In our 4th week into looking at waste management, we are exploring recycling! Recycling has always been a key way to reduce litter and waste, recover valuable materials and conserve significant amounts of energy and water, Recycling aluminium cans saves 95% of the energy needed to make new cans from raw materials. Same with paper; recycling paper saves 60% of energy than creating new. Although, paper gets a little more damaged each time, it can still be recycled 5-7 times before the fibres become too degraded. But, even then they can be used to make lower-grade paper based materials like egg cartons. Cool aye? With this being said, sadly we can't recycle our way out of the problems our planet is facing, so remember the previous 3R's in the sequence.
In Mid Sussex, our recycling bins are grey with a blue lid. Our recycling is collected by Serco, on behalf of MSDC, once a fortnight.
In this post we are looking at a couple myths regarding recycling and the infamous Terracycle! Lets get into it....
Myth 1: I don't need to separate anything. I can throw whatever I want into the bin and it will get sorted out.
This, in some case is true. Compared to 30 years ago when you had to separate the materials (e.g. paper, glass etc.) consumers no longer have to sort by material due to advances in machinery, but it has come with the added consequence of contamination. About 1/4 of what people put in their recycling bins actually is not accepted by recycling programmes that pick them up. Not only does it costs the companies money to continuously have to sort and unblock machinery, neglecting recycling rules contaminates valuable materials that can be used again and again, but also poses hazards to the workers that actually sort it out for us. Please don't put food waste, rubber hoses, wire etc. into recycling bins.
This link will take you to a handy print out you can keep in your kitchen to remind you what can and can't go in your recycling bin in Mid Susssex! http://www.recycleforwestsussex.org/assets/Leaflets---PDFs/A5-Fidge-Flyer.pdf
Myth 2: Products made of more than one material can't be recycled
No, this isn't always the case. Consumer demand has encouraged product manufacturers to consistently work on making packaging easier to recycle! Woohoo, go us. Remember week one, Refuse? This is exactly what I meant. Your voice matters. Many recyclers are now able to deal with the 'less desirable' plastics like grocery bags and mixed, unknown resins such as toys and household items.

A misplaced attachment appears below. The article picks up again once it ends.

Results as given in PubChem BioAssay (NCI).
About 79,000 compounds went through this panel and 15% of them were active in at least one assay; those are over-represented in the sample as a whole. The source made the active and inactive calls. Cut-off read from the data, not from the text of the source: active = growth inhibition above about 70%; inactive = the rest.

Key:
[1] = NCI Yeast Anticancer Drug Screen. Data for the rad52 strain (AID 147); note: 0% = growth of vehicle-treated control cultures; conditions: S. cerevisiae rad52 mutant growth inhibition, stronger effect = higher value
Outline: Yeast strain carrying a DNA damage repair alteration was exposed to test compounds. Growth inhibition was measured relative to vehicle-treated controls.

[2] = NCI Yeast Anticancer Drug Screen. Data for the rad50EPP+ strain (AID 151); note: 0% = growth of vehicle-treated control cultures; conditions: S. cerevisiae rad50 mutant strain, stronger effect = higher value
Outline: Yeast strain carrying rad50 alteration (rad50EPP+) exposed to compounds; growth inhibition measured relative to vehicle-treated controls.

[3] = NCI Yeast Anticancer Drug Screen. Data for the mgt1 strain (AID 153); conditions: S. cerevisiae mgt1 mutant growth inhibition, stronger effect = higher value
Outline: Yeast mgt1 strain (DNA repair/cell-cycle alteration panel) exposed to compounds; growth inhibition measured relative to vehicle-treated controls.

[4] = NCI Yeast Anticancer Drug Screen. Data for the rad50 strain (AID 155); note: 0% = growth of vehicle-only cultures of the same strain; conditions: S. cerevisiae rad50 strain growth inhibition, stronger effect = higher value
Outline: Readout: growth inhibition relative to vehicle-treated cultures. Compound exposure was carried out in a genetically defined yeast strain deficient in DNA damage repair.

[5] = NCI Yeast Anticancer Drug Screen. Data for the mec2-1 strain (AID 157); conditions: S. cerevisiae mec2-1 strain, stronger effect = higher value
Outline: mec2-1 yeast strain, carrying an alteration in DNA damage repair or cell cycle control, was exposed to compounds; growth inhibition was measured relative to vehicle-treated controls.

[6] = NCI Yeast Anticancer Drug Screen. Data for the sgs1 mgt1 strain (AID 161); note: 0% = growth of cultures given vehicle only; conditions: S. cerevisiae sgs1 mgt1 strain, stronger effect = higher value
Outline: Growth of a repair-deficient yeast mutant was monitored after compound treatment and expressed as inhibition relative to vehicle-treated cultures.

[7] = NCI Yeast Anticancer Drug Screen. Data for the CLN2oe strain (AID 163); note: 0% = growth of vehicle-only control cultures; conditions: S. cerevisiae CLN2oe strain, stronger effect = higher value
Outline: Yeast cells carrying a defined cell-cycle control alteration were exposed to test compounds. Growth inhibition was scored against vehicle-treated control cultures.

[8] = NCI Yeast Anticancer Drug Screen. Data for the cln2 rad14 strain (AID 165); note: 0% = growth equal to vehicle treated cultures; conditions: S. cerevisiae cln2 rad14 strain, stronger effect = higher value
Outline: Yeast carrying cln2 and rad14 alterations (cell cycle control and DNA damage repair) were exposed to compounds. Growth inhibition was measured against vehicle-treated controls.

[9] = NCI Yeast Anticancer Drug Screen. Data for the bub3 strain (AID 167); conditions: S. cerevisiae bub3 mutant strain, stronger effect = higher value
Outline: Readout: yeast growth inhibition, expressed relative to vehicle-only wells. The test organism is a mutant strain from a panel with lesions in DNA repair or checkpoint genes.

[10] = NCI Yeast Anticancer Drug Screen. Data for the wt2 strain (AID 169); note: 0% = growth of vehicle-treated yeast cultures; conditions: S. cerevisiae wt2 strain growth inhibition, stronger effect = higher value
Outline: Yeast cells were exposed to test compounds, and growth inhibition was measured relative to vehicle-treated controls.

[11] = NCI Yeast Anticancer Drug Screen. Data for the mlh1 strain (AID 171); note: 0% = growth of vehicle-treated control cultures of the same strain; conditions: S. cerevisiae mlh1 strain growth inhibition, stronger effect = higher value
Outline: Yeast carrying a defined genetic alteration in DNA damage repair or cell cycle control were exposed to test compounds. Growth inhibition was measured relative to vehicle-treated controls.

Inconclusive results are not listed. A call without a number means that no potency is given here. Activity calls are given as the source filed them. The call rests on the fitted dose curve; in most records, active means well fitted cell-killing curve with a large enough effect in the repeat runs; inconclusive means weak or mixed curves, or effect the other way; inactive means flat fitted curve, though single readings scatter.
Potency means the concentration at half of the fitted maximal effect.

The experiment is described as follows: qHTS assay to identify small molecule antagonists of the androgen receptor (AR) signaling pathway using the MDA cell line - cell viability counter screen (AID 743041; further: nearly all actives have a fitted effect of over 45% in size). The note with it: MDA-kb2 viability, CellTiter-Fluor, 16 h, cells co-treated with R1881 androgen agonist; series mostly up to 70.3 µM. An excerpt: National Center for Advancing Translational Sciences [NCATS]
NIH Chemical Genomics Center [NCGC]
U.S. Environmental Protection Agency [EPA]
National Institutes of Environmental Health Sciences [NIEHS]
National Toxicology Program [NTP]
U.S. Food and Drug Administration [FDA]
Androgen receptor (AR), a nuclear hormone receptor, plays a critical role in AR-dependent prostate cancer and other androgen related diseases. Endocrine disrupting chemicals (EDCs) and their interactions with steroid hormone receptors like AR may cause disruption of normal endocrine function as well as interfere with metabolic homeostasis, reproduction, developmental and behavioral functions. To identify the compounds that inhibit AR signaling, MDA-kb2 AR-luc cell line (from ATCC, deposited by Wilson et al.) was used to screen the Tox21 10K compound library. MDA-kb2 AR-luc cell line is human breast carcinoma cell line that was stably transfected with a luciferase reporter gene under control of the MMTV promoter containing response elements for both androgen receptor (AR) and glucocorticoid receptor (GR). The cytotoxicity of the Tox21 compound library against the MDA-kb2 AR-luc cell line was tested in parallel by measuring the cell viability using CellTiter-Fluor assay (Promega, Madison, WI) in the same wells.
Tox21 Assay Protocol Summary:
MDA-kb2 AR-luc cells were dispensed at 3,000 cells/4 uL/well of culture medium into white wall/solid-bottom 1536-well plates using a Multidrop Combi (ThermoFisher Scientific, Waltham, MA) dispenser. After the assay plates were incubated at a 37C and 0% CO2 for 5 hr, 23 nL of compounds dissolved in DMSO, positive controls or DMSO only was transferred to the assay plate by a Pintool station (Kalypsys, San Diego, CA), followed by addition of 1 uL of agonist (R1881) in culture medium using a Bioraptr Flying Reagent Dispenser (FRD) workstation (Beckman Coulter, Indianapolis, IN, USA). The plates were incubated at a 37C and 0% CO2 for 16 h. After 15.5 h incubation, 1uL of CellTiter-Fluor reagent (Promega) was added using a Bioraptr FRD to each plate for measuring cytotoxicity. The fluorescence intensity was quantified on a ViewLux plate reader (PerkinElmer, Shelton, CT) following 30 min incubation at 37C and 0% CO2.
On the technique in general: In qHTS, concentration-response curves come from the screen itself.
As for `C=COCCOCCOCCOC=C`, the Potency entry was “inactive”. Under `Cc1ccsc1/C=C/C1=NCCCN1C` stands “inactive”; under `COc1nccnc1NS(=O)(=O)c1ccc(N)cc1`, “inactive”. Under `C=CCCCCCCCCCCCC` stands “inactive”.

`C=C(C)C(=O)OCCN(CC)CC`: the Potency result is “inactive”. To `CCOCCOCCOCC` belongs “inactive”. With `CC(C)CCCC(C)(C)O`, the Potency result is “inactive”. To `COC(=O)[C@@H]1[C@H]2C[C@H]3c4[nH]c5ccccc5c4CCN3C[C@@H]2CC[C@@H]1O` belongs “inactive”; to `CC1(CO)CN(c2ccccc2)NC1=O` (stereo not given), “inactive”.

Any easy way to determine what it materials is used and can be recycled is this symbol:
The symbol will have a number from 1-7 in the centre which indicates the type of plastic resin used in the packaging. Codes 1&2 are usually widely recyclable, 3 is not typically collected, 4 is mainly plastic bags, of which supermarkets now take back for reuse and recycling (Tesco in Burgess Hill does this) and 5,6 &7 are typically the hardest to recycle. So when shopping, maybe have a look at the bottom for these symbols, and if possible, choose the ones are code 1&2 !
Another quick symbol to lookout for it : While you may have thought this means the product is recyclable or has been previously recycled, in fact it is just an indication that the company responsible for the product can financially contributed towards recovery and recycling of packaging in Europe.
So, for those who haven't heard of Terra Cycle, it is an organisation that makes things that are not recyclable, and recycles them! Individuals and corporations can set up collection points for their local area for things you cannot recycle, each with an allocated points systems which benefits the local community and charities. So far in the UK, Terra Cycle has over 5 million people collecting recycling for them as part of their programmes, which in turn has raised just over £1 million pounds for charities! We have 3 in Burgess Hill and one in Hayward's Heath!
Check out their Facebook page here: https://www.facebook.com/TCburgesshill/
The lovely ladies, Lucy, Natasza, Annie and Joanne , started the Terracycle programme in May 2019 and have since grown to the 4 collection points! They operate a fair few of the Terra Cycle programmes shown below and continue to do amazing work to support the local community.